|Breakfast with her bear|
The day before CNY, the excitement picks up as the younger kids dress up for celebrations in school. By 11am, all the kids are home and there’s a buzz around the house. With kids spanning such a wide age range, busy with their own schedules, I can see the wisdom in the reunion dinner tradition and schools and workplaces giving everyone half a day off.
|Steamed bamboo clams with garlic|
The hubs and our helper start cooking early in the morning and relatives come over for prayers followed by lunch. After which, the older kids head over to my parents’ place to help prepare our steamboat reunion dinner. We have an early dinner with my family and return home by 8pm for Round 2 with the hubs’ side of the family.
This year we had a lavish reunion dinner complete with freshly shucked oysters. Stomachs full, it was time for the rather riotous “lo-hei” ritual.
|Annual family photo|
It’s a long day for the kids as they woke up at 5.30am for school, and we call it a night just past midnight.
|Look at those cheeks!|
The 1st day of CNY is spent at my parents’ place as that is where my dad’s clan will descend. He is the youngest in a family of 11 kids, so it’s twice as many relatives on my side of the family. Sadly, because we only meet once a year, my kids are not close to their cousins. We get home and the hubs starts cooking again for friends and relatives who come visiting.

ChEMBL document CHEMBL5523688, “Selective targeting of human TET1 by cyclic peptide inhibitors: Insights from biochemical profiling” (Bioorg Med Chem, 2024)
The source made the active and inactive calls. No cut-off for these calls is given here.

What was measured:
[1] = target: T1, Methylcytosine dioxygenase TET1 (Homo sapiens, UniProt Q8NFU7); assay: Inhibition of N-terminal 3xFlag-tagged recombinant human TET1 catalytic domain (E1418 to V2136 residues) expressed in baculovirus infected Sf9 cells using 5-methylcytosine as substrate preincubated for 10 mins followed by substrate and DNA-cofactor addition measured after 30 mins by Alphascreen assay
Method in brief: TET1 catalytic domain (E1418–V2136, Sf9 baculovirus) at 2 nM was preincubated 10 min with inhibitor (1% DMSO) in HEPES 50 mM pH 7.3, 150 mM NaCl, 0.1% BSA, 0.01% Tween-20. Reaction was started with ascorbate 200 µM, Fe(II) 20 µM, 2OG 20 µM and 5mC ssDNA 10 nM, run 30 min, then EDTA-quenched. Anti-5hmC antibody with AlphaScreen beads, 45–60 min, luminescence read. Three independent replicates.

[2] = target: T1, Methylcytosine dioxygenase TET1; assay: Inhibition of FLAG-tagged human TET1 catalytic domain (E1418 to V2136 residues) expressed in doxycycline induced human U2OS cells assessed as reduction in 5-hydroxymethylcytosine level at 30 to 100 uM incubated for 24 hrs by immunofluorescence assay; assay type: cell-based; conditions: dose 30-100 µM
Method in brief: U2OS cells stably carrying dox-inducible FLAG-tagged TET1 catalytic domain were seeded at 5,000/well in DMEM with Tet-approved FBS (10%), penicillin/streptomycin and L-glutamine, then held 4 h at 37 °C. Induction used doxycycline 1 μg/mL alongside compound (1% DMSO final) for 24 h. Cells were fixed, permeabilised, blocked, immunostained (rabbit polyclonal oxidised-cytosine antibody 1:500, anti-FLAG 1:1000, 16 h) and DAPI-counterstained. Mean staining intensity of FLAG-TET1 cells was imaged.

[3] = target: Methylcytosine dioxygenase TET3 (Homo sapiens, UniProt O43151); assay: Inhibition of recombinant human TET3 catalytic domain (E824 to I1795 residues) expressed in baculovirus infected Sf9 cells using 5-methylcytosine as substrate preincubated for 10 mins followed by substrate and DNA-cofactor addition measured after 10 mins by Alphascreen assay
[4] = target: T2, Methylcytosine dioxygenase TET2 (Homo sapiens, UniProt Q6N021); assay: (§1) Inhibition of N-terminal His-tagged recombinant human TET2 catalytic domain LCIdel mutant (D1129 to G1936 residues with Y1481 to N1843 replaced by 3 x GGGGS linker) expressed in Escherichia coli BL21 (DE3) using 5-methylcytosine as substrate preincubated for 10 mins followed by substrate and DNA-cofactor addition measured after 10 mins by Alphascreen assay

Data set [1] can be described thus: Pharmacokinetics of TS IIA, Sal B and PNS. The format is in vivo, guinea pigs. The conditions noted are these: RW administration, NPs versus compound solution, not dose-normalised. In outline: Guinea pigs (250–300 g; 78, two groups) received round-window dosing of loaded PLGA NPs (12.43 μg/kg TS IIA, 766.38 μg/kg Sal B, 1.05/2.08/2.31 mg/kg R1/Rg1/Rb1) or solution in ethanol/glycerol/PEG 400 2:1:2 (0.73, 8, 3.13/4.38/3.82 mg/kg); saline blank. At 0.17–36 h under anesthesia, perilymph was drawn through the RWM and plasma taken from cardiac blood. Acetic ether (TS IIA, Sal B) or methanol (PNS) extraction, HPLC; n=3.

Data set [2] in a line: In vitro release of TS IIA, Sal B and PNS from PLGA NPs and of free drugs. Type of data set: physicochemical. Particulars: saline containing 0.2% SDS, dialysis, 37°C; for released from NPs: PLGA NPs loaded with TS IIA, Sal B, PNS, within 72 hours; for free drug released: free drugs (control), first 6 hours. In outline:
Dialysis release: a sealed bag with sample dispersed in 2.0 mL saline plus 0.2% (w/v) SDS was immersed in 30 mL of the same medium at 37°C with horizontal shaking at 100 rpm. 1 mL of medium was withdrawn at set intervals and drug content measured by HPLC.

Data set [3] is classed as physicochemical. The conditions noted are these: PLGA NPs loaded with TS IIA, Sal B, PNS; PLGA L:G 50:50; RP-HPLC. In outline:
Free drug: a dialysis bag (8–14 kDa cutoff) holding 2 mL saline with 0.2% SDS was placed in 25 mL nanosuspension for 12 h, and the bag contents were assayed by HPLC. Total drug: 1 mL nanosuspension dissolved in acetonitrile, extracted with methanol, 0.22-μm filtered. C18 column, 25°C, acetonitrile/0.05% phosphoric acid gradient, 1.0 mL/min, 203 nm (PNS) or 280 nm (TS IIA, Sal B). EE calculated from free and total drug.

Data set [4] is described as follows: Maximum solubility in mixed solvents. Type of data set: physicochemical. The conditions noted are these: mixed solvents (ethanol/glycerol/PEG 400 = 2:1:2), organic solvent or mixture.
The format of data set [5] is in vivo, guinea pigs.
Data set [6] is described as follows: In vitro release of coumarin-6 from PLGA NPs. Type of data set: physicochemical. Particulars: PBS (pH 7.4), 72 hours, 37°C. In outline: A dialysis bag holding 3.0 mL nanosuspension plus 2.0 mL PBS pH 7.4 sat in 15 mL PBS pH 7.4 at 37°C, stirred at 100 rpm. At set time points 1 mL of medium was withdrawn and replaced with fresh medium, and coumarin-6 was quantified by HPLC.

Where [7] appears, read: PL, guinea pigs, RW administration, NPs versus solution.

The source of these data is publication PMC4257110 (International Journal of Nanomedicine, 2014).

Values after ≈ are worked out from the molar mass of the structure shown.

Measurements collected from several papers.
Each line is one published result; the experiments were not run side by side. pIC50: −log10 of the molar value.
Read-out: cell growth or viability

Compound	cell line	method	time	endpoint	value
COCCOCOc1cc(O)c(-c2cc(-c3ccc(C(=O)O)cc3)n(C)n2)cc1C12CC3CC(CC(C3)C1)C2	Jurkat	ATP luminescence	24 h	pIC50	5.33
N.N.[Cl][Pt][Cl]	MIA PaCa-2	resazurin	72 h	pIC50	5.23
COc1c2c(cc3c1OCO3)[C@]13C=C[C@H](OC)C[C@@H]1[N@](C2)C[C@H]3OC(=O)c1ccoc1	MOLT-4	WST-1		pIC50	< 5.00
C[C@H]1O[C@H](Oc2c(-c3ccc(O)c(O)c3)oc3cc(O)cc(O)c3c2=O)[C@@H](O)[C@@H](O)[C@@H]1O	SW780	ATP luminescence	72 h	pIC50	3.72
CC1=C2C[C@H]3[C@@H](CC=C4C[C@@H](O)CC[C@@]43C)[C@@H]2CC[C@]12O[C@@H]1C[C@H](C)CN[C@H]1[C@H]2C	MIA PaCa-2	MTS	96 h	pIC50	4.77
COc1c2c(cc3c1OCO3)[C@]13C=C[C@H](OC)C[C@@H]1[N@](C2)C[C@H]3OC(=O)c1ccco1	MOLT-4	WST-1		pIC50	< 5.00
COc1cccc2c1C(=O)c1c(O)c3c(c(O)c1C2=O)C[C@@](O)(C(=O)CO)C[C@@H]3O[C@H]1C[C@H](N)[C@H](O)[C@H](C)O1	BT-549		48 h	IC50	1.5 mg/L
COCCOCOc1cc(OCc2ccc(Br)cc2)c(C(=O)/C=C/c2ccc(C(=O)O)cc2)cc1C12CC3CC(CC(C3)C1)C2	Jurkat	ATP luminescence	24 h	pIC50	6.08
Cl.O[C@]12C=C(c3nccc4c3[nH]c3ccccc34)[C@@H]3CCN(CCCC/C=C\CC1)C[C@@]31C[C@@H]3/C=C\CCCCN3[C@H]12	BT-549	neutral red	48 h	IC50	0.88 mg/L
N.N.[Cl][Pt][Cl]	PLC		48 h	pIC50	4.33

On the 2nd day of CNY, we go over to my parents’ place for lunch as relatives from my mum’s side and family friends will gather, as they have been doing from as long as I can remember.
|Bak kut teh|
By Day 4, the hubs was exhausted from 4 days of cooking. We had friends visiting from overseas, and as the kids were back in school, we accompanied them on the drive up to Meleka. It was a nice 2-day break and we took things really slow.
We like this aunty’s bak kut teh, and it’s quite amusing how everyone at the coffeeshop sat and waited patiently as this aunty cheerfully prepares the claypots for one table at a time.
Felt like we were transported back in time as we strolled the streets and spent the whole day eating, without background complaints of “Where are we going? Why are we eating again?”
It’s been a good CNY thus far with no tempers raised nor cranky meltdowns, only hoarse voices from too much bak kua and pineapple tarts.
I was asking one of my kids what she liked most about Chinese New Year. Is it the ang pows? “No”. The food? “No.”
“I like that there’s a lot of people around. And relatives. And your friends.”
There’s grounding in family and traditions. I hope that’s something we will pass on from generation to generation.